A statement by John Yates, an advisor to Bahrain police, that “the streets of Bahrain are as safe as London" has brought shock and dismay to the Bahrainis seeking democracy instead of a monarchy that has been cracking down on anti-regime protests.
Press TV has conducted an interview with Michael Maloof, a former Pentagon official, the US’ talks of democracy and its support for the Middle East dictatorships. The following is an approximate transcription of the interview.
There is a strange silence in the corporate media regarding the situation in Bahrain as violence and repression continues. It's as if everything is fine because nothing is being said hardly at all about Bahrain. Why is that the case in your perspective?
Number one, the US press is not going to be focusing on conditions such as Bahrain because it's not in their scope to look at it. They're going to be looking more at what they regard as an adversary namely Iran and the threats that they perceive coming out of Tehran now particularly toward the US warships and what have you - it's been that in recent days. And I've seen a lot of that in the US press.
But your points are very well taken that they're not focusing on what's really going on in the Middle East that is a revolution where people particularly in Bahrain want democracy, but the US is showing a position of hypocrisy in many respects.
A lot of this I think has to do with a geo-strategic issue and that is that the Fifth Fleet is there; other ships are joining it, all to prepare in case that everything goes south, as we say, in the Persian Gulf.
Let me jump in here. What exactly does that mean from a geo-political perspective? If something or policies serve the interests of a country, is it OK to be hypocritical, what exactly does it mean?
Well, we've never been consistent in our policies; we always talk about democracy on the one hand, but we certainly don’t practice it. For example, the issues right after the Egyptian revolution, we were conflicted and we were confused.
I think the US today is going out of its way now to try and make amends ultimately to Saudi Arabia to account for that deficiency simply because the Saudis now feel they can no longer trust the US from a security standpoint.
Our guest in London just talked about violent tactics used on the Bahraini population.
Though heavy-handed Saudi-led tactics have led to many arrests, claims of torture as well as death, former police chief John Yates who is actually now handling security in Bahrain along with Miami Florida former police chief John Timony, has said recently as a matter a fact that Bahrain is safer than London.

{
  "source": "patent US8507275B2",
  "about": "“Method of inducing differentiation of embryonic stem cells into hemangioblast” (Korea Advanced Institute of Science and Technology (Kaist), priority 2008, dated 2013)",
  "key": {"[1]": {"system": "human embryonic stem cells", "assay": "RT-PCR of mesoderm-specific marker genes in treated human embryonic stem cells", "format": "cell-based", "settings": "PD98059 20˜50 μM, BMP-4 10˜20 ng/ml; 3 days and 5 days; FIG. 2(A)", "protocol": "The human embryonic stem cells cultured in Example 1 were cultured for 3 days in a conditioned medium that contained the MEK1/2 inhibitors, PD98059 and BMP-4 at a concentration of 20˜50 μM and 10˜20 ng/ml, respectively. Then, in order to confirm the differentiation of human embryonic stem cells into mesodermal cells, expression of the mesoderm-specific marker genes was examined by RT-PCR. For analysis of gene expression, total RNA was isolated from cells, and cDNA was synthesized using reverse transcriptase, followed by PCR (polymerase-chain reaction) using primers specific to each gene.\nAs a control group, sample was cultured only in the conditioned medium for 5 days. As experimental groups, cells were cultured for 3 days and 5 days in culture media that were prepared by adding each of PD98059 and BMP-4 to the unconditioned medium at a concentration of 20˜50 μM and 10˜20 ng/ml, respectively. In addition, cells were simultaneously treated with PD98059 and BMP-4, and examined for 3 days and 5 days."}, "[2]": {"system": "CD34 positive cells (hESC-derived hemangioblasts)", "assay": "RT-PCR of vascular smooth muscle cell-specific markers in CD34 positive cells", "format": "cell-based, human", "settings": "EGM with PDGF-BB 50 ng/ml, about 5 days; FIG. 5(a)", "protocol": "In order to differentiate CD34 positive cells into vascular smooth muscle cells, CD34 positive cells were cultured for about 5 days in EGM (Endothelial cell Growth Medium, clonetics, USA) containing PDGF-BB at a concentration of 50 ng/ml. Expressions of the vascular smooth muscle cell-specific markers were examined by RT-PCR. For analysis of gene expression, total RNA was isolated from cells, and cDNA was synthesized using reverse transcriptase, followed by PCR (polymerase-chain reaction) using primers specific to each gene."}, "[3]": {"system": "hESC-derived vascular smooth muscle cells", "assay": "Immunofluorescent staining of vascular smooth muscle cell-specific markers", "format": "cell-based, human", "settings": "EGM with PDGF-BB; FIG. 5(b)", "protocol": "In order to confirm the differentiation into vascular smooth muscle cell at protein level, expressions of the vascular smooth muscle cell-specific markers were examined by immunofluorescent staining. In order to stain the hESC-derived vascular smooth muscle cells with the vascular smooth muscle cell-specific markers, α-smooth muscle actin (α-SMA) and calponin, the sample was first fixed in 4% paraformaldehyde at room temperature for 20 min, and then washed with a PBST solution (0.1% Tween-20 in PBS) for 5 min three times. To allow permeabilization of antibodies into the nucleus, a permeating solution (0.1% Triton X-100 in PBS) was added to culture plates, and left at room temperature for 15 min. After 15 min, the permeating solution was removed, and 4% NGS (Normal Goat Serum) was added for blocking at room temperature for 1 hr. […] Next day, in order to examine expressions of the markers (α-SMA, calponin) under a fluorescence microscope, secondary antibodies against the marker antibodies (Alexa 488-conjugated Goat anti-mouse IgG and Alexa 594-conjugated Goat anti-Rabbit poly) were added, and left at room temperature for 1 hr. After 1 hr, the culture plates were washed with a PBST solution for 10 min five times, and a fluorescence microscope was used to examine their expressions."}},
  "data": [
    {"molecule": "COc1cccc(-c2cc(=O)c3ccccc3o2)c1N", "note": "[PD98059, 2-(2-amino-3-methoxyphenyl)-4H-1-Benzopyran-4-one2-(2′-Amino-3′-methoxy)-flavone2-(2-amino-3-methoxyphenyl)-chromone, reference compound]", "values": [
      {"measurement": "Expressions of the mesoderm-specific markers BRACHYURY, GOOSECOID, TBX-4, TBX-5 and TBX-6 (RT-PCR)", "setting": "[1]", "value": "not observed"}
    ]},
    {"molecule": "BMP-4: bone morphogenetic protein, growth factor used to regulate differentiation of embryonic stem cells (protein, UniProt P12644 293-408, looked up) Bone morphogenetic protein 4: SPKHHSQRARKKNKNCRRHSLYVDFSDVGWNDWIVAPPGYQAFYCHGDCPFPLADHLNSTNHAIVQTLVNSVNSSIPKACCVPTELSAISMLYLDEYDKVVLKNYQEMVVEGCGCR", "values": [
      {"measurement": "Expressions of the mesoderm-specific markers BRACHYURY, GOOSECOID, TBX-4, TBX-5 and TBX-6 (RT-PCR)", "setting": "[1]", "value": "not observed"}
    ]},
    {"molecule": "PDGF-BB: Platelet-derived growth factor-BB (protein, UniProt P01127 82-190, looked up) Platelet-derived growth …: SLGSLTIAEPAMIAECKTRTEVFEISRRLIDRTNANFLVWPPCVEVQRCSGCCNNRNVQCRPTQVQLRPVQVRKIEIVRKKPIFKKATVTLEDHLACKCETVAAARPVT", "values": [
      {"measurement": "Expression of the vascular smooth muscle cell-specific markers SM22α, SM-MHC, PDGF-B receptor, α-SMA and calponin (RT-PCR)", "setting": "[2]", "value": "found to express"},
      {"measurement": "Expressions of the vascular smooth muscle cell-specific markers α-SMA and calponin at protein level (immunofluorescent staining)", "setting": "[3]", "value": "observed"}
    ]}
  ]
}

Now, this has obviously upset many Bahrainis especially the activists. What does that mean - does it mean he has a lack of connection or consciousness of what's going on on the streets or that he doesn't care?
I think he's delusional. It's very apparent that there is much more violence, there is a groundswell of opposition to the al-Khalifa regime in Bahrain. You're talking about the majority of the Bahraini people who are fed up and for him not to recognize that makes him delusional as far as I'm concerned.
The reality is the Saudis and Bahrainis - all the monarchies, all the monarchies are running scared.
Just tonight there was a report the Saudis now beginning to crack down on demonstrations as well within their own country. They're very fearful that there will be a spillover effect into their region, their eastern province where much of the oil production is taking place and that of course is populated predominantly by Shia.
I think that we have a proxy war going on, it's been going on and the US continues to support that. It's unfortunate that we have gotten into the middle of a sectarian issue.
But that's the reality and the US is in lock-step with the Saudis and if it happens to conflict with our standards of democracy that's just the way it goes.
And I think that's precisely what we're seeing today being demonstrated in Bahrain as opposed to Syria as you pointed out earlier. I think it's a duplicity of policy and they're sending that tremendous conflict and poor signals to the world.
In your perspective what does it take to get the word out of what exactly is happening in Bahrain in order to change the condition?
I think the kind of publicity that you're doing is really important, I think there should be more effort to try and reach out to the US media certainly to make this much more transparent.
The US has got a real problem in this and most of the American people don't understand or don't have clue about it. And what we're seeing right now is probably something that shows less of our democratic ideals than to usurp US strategic interests and that basically is to back the Saudis as opposed to Iran. The problem is that the American people cannot understand that.